The SOMA factory closed its doors in January of 1973 and Peugeot sales dropped to 1,029 units delivered. Sales would inch upward to 1,189 units a year later and though it was only Number 70 in the nameplate sales, Peugeot rose to 1,630 units in calendar year 1975.

The Peugeot gasoline engine for 1976 measured two litres (120 cubic inches) in displacement and generated 92 horsepower. The Diesel mill had a 2.2-litre (128.8-cubic inch) displacement and rated 72 horsepower. 

Seats lay flat in the 1976 Peugeot.
Peugeot engineers promised consumers that the 504 had luxurious comfort, deluxe functionalism, durability and security built into it. The cabin boasted a most spacious interior; wall-to-wall carpeting; fully reclining bucket seats; contoured rear seats with a retractable centre armrest, a standard sunroof and tinted glass. Safety features included front and rear anti-sway bars; low centre of gravity, rack and pinion steering; disc brakes on all four wheels; Michelin XAS radial tires and four-wheel independent suspension. Durability was derived from monocoque construction; stainless steel trim; primer coat and rust proofing designed to meet Canada’s extreme climatic conditions and engine stamina proven in races and rallies.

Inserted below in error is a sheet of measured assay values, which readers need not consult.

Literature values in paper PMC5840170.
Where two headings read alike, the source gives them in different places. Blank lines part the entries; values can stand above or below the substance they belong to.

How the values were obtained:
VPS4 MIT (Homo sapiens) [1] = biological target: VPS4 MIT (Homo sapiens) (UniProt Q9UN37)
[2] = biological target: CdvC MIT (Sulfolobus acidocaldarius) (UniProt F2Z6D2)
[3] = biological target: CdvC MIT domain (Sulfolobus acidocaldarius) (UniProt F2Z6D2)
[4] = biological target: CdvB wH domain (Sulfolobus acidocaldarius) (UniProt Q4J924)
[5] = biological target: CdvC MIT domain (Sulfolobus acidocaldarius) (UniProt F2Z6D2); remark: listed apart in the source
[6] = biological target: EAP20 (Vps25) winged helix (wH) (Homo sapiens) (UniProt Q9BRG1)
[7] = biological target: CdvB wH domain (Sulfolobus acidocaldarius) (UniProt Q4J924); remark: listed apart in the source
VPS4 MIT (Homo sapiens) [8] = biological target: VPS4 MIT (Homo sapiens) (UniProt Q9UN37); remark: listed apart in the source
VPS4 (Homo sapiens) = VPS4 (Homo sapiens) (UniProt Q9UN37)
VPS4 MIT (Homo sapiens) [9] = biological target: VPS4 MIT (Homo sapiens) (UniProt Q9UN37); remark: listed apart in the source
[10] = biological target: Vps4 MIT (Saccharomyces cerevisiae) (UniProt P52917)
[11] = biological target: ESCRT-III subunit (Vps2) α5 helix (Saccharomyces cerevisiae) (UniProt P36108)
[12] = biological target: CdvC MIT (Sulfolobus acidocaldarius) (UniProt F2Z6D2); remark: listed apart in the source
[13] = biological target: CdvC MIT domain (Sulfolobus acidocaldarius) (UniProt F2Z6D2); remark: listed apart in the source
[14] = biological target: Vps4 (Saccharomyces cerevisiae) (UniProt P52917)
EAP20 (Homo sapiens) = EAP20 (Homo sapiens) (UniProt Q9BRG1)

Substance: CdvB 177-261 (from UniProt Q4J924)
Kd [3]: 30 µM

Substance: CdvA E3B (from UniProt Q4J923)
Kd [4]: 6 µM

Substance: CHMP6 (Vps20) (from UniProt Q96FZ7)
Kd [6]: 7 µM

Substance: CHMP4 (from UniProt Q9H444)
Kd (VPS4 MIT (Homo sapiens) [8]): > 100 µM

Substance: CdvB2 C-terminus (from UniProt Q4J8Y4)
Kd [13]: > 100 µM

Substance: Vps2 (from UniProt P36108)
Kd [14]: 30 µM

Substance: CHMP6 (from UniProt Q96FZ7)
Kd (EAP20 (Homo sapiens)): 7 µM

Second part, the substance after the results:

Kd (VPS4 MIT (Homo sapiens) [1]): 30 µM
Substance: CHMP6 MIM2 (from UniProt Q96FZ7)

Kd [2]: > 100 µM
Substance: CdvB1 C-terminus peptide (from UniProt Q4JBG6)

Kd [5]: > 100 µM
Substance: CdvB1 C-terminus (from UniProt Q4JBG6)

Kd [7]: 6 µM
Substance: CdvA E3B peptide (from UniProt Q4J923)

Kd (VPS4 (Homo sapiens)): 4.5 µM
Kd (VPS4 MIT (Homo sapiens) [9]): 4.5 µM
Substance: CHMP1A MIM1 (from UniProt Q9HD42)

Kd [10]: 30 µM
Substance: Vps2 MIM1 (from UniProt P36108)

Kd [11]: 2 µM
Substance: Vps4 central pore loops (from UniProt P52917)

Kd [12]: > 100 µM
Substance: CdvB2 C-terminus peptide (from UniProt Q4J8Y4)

Instrument panel of the 1976 Peugeot was extremely functional.

For 1976 selling season Peugeot dealers offered the 504 GL Sedan for $6,795. For an extra $430 one could order the automatic transmission. The fancier 504 SL Sedan listed for $7,685 with the manual shift and for that extra $430 the automatic transmission became part of the deal.

 The 504 Diesel Sedan listed for $8,370 and the Diesel-powered wagon carried a price tag of $8,880. Peugeot would finish the calendar 1976 year with sales of 1,225 units. 

Visit my old car website at 

Copyright James C. Mays 2007
All rights reserved.

1 comment:

Anonymous said...

Some of the information is incorrect. The 504 was introduced at the end of 1968 and Canadian sales began early in 1970. The white 504 shown is a coupe version than was never imported. Sales figures for 1967 through 1969 are for the 204 and 404. Peugeot didn't have cars built by SOMA in St-Bruno very long ; between fall 1965 and spring 1968, less that 3000 404 were assembled. Lower. than expected sales didn't justify investment to assemble the 204 or 504 in Canada.

Post a Comment

Please share what you think about today's thoughts by posting a comment here.